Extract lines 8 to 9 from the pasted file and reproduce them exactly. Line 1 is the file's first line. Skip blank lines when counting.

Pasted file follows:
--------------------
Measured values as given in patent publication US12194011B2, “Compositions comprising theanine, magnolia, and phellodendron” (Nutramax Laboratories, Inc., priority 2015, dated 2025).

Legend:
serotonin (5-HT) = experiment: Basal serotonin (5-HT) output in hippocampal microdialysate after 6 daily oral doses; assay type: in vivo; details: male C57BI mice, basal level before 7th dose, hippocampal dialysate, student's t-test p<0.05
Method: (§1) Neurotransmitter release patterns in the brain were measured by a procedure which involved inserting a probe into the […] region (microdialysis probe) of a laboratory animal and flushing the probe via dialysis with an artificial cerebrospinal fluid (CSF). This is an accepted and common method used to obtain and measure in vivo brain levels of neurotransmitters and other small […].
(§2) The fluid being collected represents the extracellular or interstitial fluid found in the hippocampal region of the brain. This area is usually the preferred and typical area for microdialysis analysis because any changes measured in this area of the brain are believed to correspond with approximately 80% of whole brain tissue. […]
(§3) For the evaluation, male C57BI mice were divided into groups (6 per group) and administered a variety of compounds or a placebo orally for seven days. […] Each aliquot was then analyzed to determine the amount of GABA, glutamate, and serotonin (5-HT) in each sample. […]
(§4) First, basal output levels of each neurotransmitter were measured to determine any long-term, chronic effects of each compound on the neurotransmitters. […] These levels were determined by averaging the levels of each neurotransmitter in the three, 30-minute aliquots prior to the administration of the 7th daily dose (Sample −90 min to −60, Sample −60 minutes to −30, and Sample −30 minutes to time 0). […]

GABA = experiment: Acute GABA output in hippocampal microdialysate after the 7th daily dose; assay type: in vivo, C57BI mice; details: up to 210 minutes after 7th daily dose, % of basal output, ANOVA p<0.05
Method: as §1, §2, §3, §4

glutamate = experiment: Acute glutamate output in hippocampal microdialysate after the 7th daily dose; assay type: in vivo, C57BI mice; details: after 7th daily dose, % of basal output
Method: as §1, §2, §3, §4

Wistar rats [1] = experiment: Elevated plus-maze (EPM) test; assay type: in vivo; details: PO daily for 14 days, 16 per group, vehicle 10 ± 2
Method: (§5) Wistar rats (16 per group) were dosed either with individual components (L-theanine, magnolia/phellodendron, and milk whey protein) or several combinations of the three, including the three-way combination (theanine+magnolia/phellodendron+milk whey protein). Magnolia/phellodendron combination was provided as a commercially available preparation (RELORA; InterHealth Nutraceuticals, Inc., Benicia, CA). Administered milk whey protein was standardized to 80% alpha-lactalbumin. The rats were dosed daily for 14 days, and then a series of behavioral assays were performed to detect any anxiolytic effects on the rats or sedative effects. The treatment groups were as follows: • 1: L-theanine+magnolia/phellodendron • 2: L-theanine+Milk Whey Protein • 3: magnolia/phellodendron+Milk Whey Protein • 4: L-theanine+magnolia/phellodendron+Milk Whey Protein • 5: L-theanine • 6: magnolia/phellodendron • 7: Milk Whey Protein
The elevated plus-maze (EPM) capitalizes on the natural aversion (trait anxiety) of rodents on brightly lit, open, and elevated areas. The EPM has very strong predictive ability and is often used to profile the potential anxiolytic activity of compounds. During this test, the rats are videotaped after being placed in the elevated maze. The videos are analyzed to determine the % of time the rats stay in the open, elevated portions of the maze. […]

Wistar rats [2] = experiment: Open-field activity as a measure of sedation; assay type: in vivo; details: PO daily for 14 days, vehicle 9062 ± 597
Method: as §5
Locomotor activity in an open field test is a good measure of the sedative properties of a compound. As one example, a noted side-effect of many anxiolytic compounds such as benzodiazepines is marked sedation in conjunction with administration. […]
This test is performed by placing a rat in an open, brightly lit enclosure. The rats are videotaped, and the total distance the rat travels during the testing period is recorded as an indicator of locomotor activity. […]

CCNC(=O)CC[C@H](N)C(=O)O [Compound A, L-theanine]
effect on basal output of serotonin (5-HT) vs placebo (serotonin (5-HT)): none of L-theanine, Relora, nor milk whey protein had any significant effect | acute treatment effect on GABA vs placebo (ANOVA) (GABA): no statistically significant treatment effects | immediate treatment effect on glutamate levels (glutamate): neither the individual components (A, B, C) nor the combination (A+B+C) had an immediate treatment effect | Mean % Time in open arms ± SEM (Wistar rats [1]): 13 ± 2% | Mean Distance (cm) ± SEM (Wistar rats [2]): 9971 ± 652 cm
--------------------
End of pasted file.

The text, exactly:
GABA = experiment: Acute GABA output in hippocampal microdialysate after the 7th daily dose; assay type: in vivo, C57BI mice; details: up to 210 minutes after 7th daily dose, % of basal output, ANOVA p<0.05
Method: as §1, §2, §3, §4